“I think this program has a lot of potential, especially for food creators, because most of our videos will be educational, so they’ll be longer,” he says. “People are now much more interested in why we’re making something and what they can learn from it rather than just watching us do it.”

Increased earnings have allowed one TikTok couple to rely less on brand deals

Devin and Hunter Cordle first joined TikTok’s creator fund in 2020, after their videos went viral. They, like some other creators, found its minimal payments frustrating, so they didn’t have high expectations when they joined the creativity program a few months ago.

“The creator fund paid nothing, so we didn’t think this would be any different,” said Hunter Cordle. “It’s a complete 180, though, with what we’re earning.”

They earned slightly more than $6,000 through the program in June, and nearly $23,000 the following month.

The couple hopes that these types of payouts continue in the future because it will allow them to rely less on brand deals for income.

“We’re not feeling pressured right now to take an extra brand deal or two because we need the money, which has been really great for our work-life balance,” he explained. “Because brand deals can feel a little inauthentic to our audience at times, this extra income from the program simply allows us to take on less.”

Some creators are shifting their content to cash in on incentives for long-form videos

Victoria Paris amassed one million TikTok followers in six months after starting making videos in New York during the peak of the pandemic.

Since then, she’s made a sizable salary from brand deals as a TikTok influencer, according to Paris. However, the creativity program has increased her earnings significantly.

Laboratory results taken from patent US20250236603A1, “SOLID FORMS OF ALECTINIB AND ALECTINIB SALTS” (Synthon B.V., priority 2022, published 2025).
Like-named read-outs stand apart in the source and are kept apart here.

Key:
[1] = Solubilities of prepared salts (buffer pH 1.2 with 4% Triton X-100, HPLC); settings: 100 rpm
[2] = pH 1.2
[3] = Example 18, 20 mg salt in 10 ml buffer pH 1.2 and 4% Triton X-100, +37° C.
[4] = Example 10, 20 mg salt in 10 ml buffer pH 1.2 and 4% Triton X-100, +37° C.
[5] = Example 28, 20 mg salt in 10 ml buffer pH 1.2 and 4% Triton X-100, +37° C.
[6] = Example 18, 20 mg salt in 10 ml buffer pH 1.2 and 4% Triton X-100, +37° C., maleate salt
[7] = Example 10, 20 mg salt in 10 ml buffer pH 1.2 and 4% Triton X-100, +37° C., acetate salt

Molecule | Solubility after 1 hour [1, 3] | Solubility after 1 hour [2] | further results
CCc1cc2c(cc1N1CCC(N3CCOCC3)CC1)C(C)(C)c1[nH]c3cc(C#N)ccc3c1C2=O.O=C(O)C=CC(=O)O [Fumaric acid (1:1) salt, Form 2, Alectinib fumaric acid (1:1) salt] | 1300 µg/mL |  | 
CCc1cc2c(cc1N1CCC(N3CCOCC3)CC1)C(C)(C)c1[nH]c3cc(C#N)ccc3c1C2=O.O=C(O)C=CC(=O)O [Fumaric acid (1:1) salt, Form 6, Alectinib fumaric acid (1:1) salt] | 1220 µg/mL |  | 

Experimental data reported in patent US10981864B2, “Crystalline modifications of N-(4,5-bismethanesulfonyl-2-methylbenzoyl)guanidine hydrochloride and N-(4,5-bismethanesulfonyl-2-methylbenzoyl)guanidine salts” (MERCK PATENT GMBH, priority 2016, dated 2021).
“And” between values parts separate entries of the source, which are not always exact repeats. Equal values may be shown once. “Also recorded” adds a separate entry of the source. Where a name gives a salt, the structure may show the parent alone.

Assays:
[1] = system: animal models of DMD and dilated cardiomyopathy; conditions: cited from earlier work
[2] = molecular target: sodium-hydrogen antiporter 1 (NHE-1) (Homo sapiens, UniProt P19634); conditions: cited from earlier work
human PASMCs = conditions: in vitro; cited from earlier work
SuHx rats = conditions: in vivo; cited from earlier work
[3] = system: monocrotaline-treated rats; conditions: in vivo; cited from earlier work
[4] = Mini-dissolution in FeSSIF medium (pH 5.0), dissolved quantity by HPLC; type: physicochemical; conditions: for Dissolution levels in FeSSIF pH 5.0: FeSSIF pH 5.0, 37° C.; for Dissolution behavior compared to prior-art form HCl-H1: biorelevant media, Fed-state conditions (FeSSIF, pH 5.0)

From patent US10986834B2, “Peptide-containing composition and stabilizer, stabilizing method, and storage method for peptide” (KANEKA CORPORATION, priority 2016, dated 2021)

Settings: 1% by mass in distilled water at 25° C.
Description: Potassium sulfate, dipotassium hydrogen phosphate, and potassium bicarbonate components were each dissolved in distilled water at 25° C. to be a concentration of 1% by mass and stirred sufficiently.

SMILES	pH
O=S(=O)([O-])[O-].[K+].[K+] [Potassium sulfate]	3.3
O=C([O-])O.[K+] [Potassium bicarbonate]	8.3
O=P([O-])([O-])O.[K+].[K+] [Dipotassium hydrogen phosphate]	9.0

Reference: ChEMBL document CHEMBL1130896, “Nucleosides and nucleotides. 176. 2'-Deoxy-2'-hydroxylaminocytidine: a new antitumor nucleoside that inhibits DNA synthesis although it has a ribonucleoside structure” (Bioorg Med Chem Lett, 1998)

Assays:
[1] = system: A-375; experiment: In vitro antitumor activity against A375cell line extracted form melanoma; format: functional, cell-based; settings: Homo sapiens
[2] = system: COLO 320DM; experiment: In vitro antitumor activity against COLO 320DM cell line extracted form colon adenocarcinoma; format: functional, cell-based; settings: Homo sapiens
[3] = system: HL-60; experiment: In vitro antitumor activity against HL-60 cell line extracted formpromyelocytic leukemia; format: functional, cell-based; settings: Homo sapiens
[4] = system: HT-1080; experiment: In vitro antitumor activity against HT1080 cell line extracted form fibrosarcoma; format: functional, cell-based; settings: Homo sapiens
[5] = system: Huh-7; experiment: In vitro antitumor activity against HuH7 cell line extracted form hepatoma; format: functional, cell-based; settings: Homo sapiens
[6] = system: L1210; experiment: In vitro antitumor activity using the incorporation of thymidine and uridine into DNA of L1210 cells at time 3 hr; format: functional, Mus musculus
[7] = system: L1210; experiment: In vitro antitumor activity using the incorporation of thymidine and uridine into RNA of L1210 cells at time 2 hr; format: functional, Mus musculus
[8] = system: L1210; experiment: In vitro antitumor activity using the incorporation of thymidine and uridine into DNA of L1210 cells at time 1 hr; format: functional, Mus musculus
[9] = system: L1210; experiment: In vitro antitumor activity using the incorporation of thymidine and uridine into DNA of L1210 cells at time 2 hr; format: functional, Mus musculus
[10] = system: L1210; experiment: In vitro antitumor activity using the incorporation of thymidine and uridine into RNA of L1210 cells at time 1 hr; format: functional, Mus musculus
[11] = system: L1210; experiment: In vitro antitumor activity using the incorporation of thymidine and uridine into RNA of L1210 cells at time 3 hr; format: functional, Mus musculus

Paris’ monthly earnings from the creativity program ranged from $9,000 to $13,000 today, with nearly 2 million followers. The payments, according to Paris, should amount to “a nice, clean $100,000-plus a year,” a significant increase over what she earned from the creator fund.

The program is so successful that she has changed the format of her content to make longer videos. Paris has even attempted to record voiceovers, a technique she had never considered before.

“My videos have never been this long before,” Paris remarked. “I’m now making them three minutes long.” I’ve never done anything like that before, and it’s working out great.”

The program has helped some creators re-prioritize making TikTok videos instead of posting on other platforms

As they switch between TikTok, YouTube, Snapchat, Threads, and other social-media apps, many creators experience cross-platform fatigue. Several TikTokers recently told Insider that they had shifted their focus to YouTube after the company added short-form videos to its monetization program, the YouTube Partner Program.

The Cordles were planning to do the same until they discovered how much money they could make through TikTok’s creativity program.

“Honestly, it made us think about how TikTok should be our primary focus and to maybe not get distracted by what we could be posting on other apps, even though it’s really important to diversify,” Hunter Cordle explained. “The money we’ve been earning has been life-changing, and we just really hope it continues.”

Similar Posts

Leave a Reply